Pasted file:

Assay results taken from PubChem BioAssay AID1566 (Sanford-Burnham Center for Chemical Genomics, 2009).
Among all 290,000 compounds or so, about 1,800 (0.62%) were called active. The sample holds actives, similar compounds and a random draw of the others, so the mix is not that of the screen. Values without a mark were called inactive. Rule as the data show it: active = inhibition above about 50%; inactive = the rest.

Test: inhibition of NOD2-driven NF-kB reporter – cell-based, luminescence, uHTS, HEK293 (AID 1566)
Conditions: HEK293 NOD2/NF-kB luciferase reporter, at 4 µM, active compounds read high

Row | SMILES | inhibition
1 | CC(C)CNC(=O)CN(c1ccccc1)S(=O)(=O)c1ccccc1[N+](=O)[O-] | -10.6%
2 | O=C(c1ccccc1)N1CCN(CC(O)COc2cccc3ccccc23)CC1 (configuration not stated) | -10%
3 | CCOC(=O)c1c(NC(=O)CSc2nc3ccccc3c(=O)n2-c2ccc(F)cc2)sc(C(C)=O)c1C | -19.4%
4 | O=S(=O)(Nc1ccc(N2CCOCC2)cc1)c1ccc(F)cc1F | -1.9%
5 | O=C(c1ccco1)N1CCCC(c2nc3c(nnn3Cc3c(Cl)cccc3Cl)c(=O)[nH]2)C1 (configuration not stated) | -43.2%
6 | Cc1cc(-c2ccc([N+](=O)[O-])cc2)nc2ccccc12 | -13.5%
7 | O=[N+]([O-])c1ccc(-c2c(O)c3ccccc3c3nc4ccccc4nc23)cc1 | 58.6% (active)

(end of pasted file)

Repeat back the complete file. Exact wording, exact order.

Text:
Assay results taken from PubChem BioAssay AID1566 (Sanford-Burnham Center for Chemical Genomics, 2009).
Among all 290,000 compounds or so, about 1,800 (0.62%) were called active. The sample holds actives, similar compounds and a random draw of the others, so the mix is not that of the screen. Values without a mark were called inactive. Rule as the data show it: active = inhibition above about 50%; inactive = the rest.

Test: inhibition of NOD2-driven NF-kB reporter – cell-based, luminescence, uHTS, HEK293 (AID 1566)
Conditions: HEK293 NOD2/NF-kB luciferase reporter, at 4 µM, active compounds read high

Row | SMILES | inhibition
1 | CC(C)CNC(=O)CN(c1ccccc1)S(=O)(=O)c1ccccc1[N+](=O)[O-] | -10.6%
2 | O=C(c1ccccc1)N1CCN(CC(O)COc2cccc3ccccc23)CC1 (configuration not stated) | -10%
3 | CCOC(=O)c1c(NC(=O)CSc2nc3ccccc3c(=O)n2-c2ccc(F)cc2)sc(C(C)=O)c1C | -19.4%
4 | O=S(=O)(Nc1ccc(N2CCOCC2)cc1)c1ccc(F)cc1F | -1.9%
5 | O=C(c1ccco1)N1CCCC(c2nc3c(nnn3Cc3c(Cl)cccc3Cl)c(=O)[nH]2)C1 (configuration not stated) | -43.2%
6 | Cc1cc(-c2ccc([N+](=O)[O-])cc2)nc2ccccc12 | -13.5%
7 | O=[N+]([O-])c1ccc(-c2c(O)c3ccccc3c3nc4ccccc4nc23)cc1 | 58.6% (active)